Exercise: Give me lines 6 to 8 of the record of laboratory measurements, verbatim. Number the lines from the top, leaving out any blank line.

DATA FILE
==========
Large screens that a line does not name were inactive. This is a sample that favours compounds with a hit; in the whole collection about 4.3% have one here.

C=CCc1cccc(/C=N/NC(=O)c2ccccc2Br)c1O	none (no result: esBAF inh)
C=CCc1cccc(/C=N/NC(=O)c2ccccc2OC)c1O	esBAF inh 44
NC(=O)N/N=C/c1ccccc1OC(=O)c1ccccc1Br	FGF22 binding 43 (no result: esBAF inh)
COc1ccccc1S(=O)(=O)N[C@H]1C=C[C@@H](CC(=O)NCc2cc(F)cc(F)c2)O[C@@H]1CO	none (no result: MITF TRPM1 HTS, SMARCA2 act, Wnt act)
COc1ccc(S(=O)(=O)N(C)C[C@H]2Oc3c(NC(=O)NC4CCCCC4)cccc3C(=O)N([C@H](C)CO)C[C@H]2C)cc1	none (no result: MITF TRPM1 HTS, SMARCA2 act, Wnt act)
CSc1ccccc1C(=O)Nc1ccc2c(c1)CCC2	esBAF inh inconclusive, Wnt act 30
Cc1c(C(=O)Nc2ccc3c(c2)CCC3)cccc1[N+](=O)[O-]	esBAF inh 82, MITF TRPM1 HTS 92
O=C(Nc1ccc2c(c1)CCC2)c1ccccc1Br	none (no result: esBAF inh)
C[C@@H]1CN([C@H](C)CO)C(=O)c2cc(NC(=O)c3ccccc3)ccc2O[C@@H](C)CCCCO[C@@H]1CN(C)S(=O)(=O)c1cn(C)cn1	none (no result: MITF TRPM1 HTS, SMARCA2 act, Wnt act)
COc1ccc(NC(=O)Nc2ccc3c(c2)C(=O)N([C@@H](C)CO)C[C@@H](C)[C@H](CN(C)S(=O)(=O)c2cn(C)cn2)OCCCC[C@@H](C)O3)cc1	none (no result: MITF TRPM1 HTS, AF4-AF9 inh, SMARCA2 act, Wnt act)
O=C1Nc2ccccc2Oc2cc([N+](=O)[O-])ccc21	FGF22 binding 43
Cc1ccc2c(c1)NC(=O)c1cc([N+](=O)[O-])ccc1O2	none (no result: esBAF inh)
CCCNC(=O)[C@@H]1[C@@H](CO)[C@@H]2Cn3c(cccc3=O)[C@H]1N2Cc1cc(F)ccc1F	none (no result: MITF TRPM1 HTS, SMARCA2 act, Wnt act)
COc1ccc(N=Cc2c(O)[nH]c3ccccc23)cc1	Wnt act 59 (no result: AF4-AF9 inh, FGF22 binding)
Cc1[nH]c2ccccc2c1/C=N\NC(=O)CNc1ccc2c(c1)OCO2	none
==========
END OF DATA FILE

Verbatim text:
COc1ccc(S(=O)(=O)N(C)C[C@H]2Oc3c(NC(=O)NC4CCCCC4)cccc3C(=O)N([C@H](C)CO)C[C@H]2C)cc1	none (no result: MITF TRPM1 HTS, SMARCA2 act, Wnt act)
CSc1ccccc1C(=O)Nc1ccc2c(c1)CCC2	esBAF inh inconclusive, Wnt act 30
Cc1c(C(=O)Nc2ccc3c(c2)CCC3)cccc1[N+](=O)[O-]	esBAF inh 82, MITF TRPM1 HTS 92